If you know what a square is and can braid, you can do box braids.
And no, this style is not as hard as it looks, so don’t be intimidated by the number of braids you want.
A good thing about this natural styles is that you can also part the hair in diamonds or in a brick pattern, if you’re feeling up to it.
It’s completely up to you!
Box Braids Tutorial:
Level of difficulty: Intermediate
This is also a great hairstyle to wear when you’re transitioning to natural hair, as well as two strand twists.
For both the quick and traditional version, you’ll need:
- Rat-tail comb (for parting the hair)
- Wide-tooth comb (for keeping the hair detangled)
- Hair rubber bands (I highly recommend using the break-free kind, which you can purchase at any beauty store)
- Extensions (optional)
Start with clean, detangled hair. If your hair is short, it’s a good idea to “stretch” it the night before. That means parting it into four or so sections and putting ponytails about an inch part down the length of the hair to loosen the curl pattern.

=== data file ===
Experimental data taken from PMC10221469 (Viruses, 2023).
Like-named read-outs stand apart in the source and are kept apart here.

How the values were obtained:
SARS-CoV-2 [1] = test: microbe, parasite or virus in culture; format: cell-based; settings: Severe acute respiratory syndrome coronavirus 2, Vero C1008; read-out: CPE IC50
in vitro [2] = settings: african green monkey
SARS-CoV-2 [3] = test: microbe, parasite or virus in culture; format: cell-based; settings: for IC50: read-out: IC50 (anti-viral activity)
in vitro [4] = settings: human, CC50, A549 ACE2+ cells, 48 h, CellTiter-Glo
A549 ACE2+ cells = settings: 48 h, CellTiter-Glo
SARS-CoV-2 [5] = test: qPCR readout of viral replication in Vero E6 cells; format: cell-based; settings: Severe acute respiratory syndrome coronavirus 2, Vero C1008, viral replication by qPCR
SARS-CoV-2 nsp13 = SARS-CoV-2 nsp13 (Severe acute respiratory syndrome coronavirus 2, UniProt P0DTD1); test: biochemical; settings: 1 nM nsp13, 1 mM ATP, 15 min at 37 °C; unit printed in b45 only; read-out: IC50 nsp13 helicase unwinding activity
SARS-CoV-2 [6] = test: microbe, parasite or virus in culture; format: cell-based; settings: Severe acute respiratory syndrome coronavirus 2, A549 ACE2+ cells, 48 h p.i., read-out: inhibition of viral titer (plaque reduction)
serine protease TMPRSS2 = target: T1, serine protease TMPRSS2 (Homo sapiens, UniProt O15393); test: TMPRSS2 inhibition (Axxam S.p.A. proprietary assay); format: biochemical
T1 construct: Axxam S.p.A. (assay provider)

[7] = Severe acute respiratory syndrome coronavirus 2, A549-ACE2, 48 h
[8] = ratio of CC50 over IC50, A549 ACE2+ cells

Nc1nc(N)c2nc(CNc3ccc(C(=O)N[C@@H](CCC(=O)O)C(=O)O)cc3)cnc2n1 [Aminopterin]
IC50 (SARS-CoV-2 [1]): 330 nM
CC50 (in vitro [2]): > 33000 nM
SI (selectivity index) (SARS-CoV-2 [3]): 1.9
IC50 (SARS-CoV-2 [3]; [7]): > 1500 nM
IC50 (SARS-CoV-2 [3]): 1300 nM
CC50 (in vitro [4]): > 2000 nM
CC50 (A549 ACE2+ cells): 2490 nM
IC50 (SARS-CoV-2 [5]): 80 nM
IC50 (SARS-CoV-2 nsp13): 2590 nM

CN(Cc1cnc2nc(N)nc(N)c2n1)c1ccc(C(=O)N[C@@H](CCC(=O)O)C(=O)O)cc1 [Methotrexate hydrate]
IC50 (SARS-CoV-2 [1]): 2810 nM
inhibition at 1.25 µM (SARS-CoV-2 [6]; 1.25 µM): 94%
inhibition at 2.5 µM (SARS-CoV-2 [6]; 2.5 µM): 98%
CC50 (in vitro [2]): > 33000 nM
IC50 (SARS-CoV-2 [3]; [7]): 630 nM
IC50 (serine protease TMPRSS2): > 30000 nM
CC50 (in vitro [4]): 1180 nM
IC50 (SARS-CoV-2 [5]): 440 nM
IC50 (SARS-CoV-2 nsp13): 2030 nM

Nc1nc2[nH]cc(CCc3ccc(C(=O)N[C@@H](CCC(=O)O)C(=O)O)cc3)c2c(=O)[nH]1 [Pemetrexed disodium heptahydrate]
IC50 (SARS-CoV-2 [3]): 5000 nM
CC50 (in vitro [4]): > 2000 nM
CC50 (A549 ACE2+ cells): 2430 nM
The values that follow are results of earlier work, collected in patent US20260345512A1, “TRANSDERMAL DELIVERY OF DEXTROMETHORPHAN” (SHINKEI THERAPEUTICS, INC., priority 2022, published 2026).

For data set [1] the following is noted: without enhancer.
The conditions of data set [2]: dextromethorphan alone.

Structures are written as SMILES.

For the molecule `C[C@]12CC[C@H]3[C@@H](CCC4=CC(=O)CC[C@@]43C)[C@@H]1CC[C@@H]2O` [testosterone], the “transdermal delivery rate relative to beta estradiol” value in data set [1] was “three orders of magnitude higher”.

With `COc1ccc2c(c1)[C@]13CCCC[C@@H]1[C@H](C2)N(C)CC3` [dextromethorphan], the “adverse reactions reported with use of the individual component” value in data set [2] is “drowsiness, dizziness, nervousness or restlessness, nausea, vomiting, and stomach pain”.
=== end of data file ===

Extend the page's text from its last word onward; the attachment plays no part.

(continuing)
1. Traditional Version
- To start a box braid, use the tail of a rattail comb, make a thin part about an inch thick at the nape of the neck
- Clip the rest of the hair out of the way, and part the thin section into inch wide sections
- Braid the hair down to the end
- Secure with a rubber band to keep from unraveling
2. Quick Version
- Starting at the nape of the neck, make semi-circle shapes (half-circles).
- Braid the hair to the end and secure with rubber band.
Build up until you’re finished.
The effect is a beautiful laid stone pattern, although easier and faster than the other way, because you don’t spend a decade getting the parts just right.
I’d love to hear any tips you have on this hairstyle or how this hairstyle turned out for you!
I hope you found this page inspiring and helpful!
Thank you for reading, your support means the world to us!
Don’t forget to “love” the style here!!
Sharing is caring!
You Might Also Like:
Micro Braided Tutorial
Tree Braided Tutorial